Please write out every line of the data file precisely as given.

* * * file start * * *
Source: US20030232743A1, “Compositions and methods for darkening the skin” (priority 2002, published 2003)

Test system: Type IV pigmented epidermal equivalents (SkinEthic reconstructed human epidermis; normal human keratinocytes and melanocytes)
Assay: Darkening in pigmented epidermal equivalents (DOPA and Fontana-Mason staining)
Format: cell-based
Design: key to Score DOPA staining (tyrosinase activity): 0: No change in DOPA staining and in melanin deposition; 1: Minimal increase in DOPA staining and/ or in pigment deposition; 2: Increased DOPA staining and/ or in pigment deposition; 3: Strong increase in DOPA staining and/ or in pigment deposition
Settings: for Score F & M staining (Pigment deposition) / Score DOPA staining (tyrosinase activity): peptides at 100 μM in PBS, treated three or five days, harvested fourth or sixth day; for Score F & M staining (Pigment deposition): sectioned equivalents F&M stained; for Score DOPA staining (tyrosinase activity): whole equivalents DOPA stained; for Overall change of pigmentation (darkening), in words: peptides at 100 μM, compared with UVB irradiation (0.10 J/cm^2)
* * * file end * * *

Source: US20030232743A1, “Compositions and methods for darkening the skin” (priority 2002, published 2003)

Test system: Type IV pigmented epidermal equivalents (SkinEthic reconstructed human epidermis; normal human keratinocytes and melanocytes)
Assay: Darkening in pigmented epidermal equivalents (DOPA and Fontana-Mason staining)
Format: cell-based
Design: key to Score DOPA staining (tyrosinase activity): 0: No change in DOPA staining and in melanin deposition; 1: Minimal increase in DOPA staining and/ or in pigment deposition; 2: Increased DOPA staining and/ or in pigment deposition; 3: Strong increase in DOPA staining and/ or in pigment deposition
Settings: for Score F & M staining (Pigment deposition) / Score DOPA staining (tyrosinase activity): peptides at 100 μM in PBS, treated three or five days, harvested fourth or sixth day; for Score F & M staining (Pigment deposition): sectioned equivalents F&M stained; for Score DOPA staining (tyrosinase activity): whole equivalents DOPA stained; for Overall change of pigmentation (darkening), in words: peptides at 100 μM, compared with UVB irradiation (0.10 J/cm^2)